valloc() bug on the Mac OS X 10.5

How many of you use the valloc() call?
Did you notice any problem with the valloc() on the Mac OS X 10.5? Recently I noticed one in serious way. I wrote a plugin program which was invoked by a its host program periodically.
Its structure looks like this :

A host program calls “do_some()” of the plugin.

do_some()
{
    prepare_something_when_invoked_at_first();
    really_do_something();
}

really_do_something()
{
    // For data set A
    if( this is first of every 4 calls )
    {
        dataBuffer = valloc() // A
    }
    else
        dataBuffer = realloc( for the amount of data you need );

    copy data into dataBuffer // B

    // For data set B
    dataBuffer = realloc();
    copy data into dataBuffer

    // For data set C
    dataBuffer = realloc();
    copy data into dataBuffer

    // For data set D
    dataBuffer = realloc();
    copy data into dataBuffer

    if( this is 4th call of every 4 calls )
    {
        store the data in dataBuffer into a disk
        release the dataBuffer and delete it.
    }
}

Although A is successfully called, sometimes the code at B complains that the memory space, dataBuffer, is destroyed but accessed, and crashes. When I put an NSLog() or printf() between them, it doesn’t crash anymore. Right after such output function is added, it doesn’t crash and behaves as intended. So, I guess the compiler or something reorders the machine code somehow wrongly, and it makes the difference.

I solved this problem by replacing the valloc() with a malloc(). But then the performance of saving to disk will become slower.
I reported this problem to the Apple Inc.

If you notice problems like this, let’s share.

5 responses to this post.

  1. Hi!

    I wonder what does the valloc() function have to do with performance.

    As far as I know, valloc() merely does “aligning with the system’s page size” in addition to what malloc() does.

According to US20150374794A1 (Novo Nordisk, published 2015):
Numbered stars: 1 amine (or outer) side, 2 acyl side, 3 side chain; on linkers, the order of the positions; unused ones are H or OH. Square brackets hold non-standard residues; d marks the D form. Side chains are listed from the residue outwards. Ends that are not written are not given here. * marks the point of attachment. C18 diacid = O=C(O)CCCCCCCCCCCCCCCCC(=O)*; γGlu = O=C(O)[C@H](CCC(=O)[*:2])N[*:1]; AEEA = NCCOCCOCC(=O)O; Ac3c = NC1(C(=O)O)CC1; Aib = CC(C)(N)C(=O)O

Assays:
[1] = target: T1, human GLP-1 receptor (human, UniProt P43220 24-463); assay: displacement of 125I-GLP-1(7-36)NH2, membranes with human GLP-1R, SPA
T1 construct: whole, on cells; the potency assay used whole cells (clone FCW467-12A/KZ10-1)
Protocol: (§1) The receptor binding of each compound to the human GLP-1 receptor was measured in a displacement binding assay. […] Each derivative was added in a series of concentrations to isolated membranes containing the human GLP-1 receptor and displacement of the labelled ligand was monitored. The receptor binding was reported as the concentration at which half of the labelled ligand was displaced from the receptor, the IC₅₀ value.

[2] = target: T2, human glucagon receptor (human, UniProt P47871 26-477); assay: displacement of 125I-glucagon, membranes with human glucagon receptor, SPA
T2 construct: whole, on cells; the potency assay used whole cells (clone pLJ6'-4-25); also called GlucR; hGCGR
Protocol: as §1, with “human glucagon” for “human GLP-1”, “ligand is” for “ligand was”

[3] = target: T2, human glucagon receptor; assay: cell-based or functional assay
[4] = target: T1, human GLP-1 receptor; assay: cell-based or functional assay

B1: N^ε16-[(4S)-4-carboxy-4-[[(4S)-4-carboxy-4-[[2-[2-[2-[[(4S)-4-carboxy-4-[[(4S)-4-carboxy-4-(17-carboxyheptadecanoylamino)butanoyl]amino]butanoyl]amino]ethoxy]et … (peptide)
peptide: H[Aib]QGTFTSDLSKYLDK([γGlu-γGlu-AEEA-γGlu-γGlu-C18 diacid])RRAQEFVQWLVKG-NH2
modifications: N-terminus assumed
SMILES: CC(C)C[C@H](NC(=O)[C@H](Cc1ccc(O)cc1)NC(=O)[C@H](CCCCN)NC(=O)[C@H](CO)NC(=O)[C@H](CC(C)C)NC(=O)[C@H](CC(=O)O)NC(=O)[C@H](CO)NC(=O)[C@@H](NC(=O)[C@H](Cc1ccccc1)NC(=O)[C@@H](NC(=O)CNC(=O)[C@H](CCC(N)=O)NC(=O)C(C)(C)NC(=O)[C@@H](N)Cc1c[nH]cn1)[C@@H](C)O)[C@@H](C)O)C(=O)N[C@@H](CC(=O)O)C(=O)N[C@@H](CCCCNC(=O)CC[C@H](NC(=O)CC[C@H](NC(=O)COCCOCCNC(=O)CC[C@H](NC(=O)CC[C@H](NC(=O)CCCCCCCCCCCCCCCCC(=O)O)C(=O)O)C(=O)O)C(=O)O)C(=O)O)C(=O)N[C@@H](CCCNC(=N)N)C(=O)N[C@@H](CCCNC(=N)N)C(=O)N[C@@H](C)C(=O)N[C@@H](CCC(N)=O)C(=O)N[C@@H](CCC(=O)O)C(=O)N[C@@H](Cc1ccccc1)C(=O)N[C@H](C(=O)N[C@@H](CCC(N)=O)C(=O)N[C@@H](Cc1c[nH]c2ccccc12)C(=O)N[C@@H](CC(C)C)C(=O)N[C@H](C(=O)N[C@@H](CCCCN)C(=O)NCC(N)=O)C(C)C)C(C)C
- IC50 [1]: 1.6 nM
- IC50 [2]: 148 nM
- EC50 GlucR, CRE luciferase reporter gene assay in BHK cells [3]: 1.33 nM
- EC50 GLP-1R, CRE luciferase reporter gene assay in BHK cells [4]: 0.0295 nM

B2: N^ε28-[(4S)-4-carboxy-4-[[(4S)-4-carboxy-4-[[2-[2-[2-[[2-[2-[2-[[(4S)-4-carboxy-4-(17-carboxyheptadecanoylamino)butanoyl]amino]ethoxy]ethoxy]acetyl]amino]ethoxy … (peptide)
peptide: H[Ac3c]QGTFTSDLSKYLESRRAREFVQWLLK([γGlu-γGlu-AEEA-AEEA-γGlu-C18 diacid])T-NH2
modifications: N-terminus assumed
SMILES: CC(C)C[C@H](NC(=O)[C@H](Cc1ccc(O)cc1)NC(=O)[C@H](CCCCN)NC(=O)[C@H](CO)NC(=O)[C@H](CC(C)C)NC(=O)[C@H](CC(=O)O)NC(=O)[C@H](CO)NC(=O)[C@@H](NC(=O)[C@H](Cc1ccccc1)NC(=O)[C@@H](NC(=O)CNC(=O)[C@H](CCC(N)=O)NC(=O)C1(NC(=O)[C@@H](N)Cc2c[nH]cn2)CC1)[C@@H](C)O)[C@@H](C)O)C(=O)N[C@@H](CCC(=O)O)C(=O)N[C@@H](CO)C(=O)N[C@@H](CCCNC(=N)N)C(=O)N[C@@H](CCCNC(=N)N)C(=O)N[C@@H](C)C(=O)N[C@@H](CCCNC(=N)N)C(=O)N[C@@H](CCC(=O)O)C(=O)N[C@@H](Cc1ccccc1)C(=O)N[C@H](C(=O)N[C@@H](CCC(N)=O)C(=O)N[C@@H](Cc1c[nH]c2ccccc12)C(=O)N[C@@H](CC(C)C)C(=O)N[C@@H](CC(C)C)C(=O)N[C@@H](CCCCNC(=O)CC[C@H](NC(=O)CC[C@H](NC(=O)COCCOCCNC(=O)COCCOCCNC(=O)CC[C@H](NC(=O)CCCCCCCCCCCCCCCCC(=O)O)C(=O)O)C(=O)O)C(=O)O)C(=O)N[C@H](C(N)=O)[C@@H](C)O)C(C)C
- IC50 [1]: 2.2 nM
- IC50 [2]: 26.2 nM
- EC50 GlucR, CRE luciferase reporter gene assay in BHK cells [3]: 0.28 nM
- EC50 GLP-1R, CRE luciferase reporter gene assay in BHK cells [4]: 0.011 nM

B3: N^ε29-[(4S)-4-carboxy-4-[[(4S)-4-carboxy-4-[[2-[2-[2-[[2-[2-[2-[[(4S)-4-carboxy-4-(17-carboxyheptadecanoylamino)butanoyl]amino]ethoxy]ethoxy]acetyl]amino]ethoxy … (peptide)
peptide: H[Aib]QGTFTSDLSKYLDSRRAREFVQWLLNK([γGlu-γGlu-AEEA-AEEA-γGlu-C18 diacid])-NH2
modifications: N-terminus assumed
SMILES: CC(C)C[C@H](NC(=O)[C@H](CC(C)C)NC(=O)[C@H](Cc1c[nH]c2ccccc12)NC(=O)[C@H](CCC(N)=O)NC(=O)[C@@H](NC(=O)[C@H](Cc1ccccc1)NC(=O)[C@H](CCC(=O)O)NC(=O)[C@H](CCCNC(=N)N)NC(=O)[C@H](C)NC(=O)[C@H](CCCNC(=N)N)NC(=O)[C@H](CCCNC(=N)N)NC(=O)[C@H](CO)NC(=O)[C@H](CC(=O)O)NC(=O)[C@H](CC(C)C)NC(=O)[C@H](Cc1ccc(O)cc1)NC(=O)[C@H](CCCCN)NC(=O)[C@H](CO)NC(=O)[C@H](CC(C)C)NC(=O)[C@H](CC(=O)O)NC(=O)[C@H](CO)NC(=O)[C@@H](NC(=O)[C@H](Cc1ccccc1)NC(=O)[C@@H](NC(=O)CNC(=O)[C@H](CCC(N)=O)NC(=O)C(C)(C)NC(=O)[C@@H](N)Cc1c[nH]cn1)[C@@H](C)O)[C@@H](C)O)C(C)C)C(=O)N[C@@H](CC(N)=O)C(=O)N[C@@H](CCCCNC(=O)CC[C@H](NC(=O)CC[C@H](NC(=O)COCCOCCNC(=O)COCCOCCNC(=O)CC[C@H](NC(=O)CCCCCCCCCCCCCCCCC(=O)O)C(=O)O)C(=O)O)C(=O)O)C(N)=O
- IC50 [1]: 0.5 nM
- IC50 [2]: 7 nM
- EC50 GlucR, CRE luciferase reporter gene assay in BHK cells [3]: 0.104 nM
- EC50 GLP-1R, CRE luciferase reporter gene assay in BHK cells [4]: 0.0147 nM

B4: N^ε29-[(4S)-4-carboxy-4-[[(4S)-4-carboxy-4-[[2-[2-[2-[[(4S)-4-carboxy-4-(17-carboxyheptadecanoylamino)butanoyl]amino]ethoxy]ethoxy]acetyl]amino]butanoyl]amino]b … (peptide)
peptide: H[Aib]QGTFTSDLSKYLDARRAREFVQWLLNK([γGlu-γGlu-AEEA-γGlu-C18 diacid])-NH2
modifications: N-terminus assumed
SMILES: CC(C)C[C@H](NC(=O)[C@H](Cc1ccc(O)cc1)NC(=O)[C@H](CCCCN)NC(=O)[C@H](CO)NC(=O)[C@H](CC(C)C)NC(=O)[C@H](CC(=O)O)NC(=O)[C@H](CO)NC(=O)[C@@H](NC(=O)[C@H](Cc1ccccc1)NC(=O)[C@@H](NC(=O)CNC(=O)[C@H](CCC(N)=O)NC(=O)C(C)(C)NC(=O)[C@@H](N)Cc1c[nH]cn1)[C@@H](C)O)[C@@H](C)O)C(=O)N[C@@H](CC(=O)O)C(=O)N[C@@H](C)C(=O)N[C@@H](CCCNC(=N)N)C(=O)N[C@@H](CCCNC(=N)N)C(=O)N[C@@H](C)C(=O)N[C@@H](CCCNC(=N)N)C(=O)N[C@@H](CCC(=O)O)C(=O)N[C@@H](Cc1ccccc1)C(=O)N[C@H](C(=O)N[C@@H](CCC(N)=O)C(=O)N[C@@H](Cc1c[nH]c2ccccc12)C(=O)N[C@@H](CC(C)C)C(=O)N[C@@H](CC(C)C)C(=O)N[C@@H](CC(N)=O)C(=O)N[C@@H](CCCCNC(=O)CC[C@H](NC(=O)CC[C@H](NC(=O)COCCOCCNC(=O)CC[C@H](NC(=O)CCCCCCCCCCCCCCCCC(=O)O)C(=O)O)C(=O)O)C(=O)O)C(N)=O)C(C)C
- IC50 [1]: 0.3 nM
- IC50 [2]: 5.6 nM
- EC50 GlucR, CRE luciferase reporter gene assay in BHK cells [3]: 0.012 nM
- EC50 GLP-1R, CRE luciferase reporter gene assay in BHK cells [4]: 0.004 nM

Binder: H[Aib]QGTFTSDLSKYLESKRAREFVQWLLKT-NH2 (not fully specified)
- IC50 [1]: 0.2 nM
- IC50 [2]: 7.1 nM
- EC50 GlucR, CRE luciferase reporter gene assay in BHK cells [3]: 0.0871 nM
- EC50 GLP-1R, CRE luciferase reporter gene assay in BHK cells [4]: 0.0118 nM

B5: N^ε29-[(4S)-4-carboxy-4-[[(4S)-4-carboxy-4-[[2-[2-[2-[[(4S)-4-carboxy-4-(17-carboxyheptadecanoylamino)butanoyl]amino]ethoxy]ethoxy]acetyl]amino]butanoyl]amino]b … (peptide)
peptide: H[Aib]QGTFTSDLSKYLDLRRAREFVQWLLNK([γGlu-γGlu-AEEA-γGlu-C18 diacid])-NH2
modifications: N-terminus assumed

Is there something that valloc() does “secretly”? I’m just curious. :-)

    Reply

  2. Posted by jongampark on October 13, 2008 at 5:42 AM

    It is not secret. It returns memory space aligned with the page size.
    Try searching “Paging” or other terms which are related.

    Reply

  3. Oh, yeah, I got it. If you use valloc(), it certainly lowers the probability of page-in/out. Thanks, I should have given more time to thinking the “true” meaning of aligned with “page size” :-)

    Reply

  4. Posted by Vishal Singh on February 24, 2009 at 5:01 AM

    The valloc() function has the same effect as malloc(), except that the allocated memory is aligned to a page boundary.

    Pointers returned by valloc() may be passed to free() but not to realloc().
    http://www.mkssoftware.com/docs/man3/valloc.3.asp

    Reply

    • Posted by jongampark on February 24, 2009 at 9:59 AM

      Hello, Vishal.
      Thank you for posting your commenting with the link. However, the link you put is not for the Mac OS X.
      This has been long debate regarding to Unix model. There are two variant of Unix. One is System V and the other is BSD. Although different Unix shares same library functions, it has been very well known that things are not really identical. The most notorious example is BSD socket calls like select(). There are many functions which have the same prototypes but work differently on different Unix. Even with Unices that have the same parent, things can be different from Unix to Unix.

      Apple’s MAN page doesn’t say that the realloc() doesn’t work with the valloc(). Probably the text in the link you posted can be true for the Mac OS X also, but there is no such thing mentioned in their own MAN page.

      Reply

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